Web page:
Native trees and shrubs that produce berries are a must-have in your garden. Not only do they provide visual interest during the dreary winter, but by adding one or several of the plants below, you can help provide much needed nourishment for birds that stick around for the colder months. Plants were selected based on value to the birds, aesthetics, fruiting season, and general plant availability.
Holly (Ilex spp.): Hollies are very easy to find and come in varieties of trees and shrubs, mostly evergreen, but there are a few deciduous such as Winterberry (Ilex verticillata). Some of the best evergreen holly shrubs are Yaupon Holly (Ilex vomitoria) and Inkberry (Ilex glabra). American Holly (Ilex opaca) is a native tree that is a great addition as a specimen tree or within a woodland garden. The berries are poisonous to humans, but birds love them!
Southern Bayberry (Myrica cerifera): This is a large shrub or small tree and is pretty common at nurseries. They are very easy to grow and the fragrant evergreen foliage provides shelter for birds. The berries are enjoyed by many species of birds and provide much needed fat and fiber in the winter.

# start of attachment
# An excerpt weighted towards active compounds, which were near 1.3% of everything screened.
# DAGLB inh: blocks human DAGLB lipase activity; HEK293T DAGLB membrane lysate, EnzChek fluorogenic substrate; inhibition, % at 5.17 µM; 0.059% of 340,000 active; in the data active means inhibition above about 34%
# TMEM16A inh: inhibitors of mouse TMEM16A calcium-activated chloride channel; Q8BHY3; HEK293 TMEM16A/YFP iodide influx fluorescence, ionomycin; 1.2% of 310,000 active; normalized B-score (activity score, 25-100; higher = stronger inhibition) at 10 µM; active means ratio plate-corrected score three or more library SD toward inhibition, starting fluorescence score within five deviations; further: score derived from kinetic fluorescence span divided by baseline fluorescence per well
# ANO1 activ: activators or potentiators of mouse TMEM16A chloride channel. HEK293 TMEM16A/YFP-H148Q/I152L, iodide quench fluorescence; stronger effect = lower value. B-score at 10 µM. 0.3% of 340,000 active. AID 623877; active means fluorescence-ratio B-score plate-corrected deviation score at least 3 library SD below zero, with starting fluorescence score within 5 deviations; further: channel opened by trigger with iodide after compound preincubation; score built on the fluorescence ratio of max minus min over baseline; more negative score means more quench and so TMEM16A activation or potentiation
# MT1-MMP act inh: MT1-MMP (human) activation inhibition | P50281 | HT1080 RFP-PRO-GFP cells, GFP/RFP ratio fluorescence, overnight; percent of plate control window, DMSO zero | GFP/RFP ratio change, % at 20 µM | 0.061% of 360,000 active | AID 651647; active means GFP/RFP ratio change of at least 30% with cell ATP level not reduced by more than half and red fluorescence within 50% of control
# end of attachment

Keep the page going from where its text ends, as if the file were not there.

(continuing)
Staghorn Sumac (Rhus typhina): This type of Sumac is a large deciduous shrub or small tree and is available at some nurseries. There are various native types of Sumac, but this one is the most commonly available. They are beautiful in the fall and the foliage has an almost tropical look. It will form colonies, so is not suitable for small gardens, but would be great if you have a large space to fill. The berries form in large cone clusters and are preferred by many types of birds in the winter.
Viburnum (Viburnum spp.): There are many varieties of Viburnums and almost all of them are great additions to the home landscape. They come in various heights, have beautiful blooms, and the berries come in reds and blues. Two of the best and most available are Southern Arrowwood (Viburnum dentatum) and Highbush Cranberry (Viburnum trilobum).
Berries aren’t the only type of food that can be provided. Seedheads from grasses and perennials can also be a great source. This could include not cutting back your Black-Eyed Susan’s or Switchgrass until late winter/early spring. Remember, whether it is winter, spring, summer, or fall birds always need the three basic essentials: food, water and shelter. In addition to planting one of the above, make sure to provide shelter (brush piles, dead trees, evergreen trees, etc.) and water (heated bird bath).